Threatened by the proliferation of cheap, mass-produced publications, the Religious Tract Society issued a series of publications on popular science during the 1840s. The books were intended to counter the developing notion that science and faith were mutually exclusive, and the Society's authors employed a full repertoire of evangelical techniques—low prices, simple language, carefully structured narratives—to convert their readers. The application of such techniques to popular science resulted in one of the most widely available sources of information on the sciences in the Victorian era.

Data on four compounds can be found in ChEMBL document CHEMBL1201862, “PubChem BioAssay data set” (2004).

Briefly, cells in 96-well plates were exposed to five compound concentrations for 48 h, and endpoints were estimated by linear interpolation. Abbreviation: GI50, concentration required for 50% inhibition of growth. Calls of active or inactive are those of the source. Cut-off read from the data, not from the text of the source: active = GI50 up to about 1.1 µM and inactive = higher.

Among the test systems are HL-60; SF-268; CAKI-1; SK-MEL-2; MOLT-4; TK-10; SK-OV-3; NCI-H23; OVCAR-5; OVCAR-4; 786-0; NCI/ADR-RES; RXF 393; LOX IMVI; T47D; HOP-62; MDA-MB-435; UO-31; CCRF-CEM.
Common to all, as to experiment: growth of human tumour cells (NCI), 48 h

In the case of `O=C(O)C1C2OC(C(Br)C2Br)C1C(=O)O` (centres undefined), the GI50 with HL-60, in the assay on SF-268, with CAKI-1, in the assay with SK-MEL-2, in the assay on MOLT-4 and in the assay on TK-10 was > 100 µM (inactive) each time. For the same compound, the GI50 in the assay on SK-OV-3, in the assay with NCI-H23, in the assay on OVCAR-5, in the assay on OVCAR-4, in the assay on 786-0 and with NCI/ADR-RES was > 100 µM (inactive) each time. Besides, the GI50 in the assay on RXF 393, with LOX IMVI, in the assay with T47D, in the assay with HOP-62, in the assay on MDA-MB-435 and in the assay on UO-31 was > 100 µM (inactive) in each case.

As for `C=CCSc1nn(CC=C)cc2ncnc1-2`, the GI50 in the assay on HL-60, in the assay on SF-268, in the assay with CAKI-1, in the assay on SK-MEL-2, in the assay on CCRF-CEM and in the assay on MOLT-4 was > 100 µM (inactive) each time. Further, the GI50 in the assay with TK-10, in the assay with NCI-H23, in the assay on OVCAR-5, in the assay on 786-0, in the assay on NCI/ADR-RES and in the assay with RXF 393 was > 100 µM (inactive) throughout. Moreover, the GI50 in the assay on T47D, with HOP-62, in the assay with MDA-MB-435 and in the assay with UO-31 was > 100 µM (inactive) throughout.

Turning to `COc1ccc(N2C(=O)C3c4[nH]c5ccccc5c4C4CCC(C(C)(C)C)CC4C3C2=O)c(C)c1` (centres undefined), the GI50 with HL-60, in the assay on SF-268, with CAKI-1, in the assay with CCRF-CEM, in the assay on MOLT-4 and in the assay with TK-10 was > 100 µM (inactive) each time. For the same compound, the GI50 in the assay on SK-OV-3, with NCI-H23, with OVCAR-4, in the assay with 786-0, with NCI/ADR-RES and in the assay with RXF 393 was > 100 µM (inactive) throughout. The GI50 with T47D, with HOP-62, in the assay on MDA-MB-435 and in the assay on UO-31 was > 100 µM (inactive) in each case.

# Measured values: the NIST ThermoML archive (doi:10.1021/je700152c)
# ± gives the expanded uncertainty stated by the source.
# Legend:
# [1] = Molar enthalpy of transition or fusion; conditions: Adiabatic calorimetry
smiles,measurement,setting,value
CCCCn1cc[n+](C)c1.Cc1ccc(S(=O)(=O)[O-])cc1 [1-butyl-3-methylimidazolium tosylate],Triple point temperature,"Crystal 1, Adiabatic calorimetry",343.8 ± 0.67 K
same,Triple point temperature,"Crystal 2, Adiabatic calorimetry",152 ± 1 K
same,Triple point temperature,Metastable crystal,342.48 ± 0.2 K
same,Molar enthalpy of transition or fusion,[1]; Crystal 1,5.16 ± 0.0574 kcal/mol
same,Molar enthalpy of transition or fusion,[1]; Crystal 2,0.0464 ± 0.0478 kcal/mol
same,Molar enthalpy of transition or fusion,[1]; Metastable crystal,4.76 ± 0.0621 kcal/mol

A fascinating study of the tenuous relationship between science and religion in evangelical publishing, Science and Salvation examines questions of practice and faith from a fresh perspective. Rather than highlighting works by expert men of science, Aileen Fyfe instead considers a group of relatively undistinguished authors who used thinly veiled Christian rhetoric to educate first, but to convert as well. This important volume is destined to become essential reading for historians of science, religion, and publishing alike.